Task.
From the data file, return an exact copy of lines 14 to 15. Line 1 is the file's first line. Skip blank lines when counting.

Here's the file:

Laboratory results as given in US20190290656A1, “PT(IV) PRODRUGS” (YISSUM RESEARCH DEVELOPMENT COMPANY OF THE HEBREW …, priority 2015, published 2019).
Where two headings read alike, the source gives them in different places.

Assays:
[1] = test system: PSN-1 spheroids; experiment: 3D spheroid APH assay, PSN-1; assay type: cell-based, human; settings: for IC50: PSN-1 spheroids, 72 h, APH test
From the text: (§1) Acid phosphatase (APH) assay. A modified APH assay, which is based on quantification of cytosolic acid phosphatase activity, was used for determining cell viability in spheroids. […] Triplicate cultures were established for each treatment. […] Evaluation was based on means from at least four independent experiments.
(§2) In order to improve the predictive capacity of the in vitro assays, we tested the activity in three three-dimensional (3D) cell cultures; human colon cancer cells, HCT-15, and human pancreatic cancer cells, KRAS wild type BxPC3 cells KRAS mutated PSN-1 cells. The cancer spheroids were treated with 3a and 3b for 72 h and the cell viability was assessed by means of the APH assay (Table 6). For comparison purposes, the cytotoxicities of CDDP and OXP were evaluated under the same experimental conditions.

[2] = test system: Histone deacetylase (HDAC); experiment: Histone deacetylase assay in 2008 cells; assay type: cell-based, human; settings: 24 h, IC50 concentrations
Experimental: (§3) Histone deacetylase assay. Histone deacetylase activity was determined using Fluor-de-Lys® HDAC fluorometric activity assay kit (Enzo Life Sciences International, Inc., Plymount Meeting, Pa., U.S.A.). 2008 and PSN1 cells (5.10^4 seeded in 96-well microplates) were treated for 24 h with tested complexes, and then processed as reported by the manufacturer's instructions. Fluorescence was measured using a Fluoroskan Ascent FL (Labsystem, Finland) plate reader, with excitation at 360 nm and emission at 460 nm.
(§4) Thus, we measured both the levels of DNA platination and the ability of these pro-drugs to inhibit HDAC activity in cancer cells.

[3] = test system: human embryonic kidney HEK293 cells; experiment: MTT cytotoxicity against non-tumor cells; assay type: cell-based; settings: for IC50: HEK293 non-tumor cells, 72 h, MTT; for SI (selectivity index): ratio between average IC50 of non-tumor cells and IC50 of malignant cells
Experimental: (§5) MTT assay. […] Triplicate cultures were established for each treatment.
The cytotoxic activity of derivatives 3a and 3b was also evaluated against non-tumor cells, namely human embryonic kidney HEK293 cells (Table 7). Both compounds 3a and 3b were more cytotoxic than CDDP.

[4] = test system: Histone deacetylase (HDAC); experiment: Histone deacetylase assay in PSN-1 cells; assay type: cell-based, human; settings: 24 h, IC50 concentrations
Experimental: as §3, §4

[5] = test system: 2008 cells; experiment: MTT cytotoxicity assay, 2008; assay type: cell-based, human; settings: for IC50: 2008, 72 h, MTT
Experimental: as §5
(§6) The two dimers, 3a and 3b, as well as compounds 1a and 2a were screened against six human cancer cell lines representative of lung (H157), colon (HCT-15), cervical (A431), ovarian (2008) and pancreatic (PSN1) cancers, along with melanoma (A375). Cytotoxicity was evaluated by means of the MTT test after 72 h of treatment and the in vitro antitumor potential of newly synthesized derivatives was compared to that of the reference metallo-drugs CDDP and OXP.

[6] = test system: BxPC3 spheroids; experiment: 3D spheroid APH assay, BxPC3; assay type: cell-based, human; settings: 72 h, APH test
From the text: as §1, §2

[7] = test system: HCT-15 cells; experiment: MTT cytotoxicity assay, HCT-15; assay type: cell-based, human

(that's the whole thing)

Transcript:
Experimental: as §3, §4

[5] = test system: 2008 cells; experiment: MTT cytotoxicity assay, 2008; assay type: cell-based, human; settings: for IC50: 2008, 72 h, MTT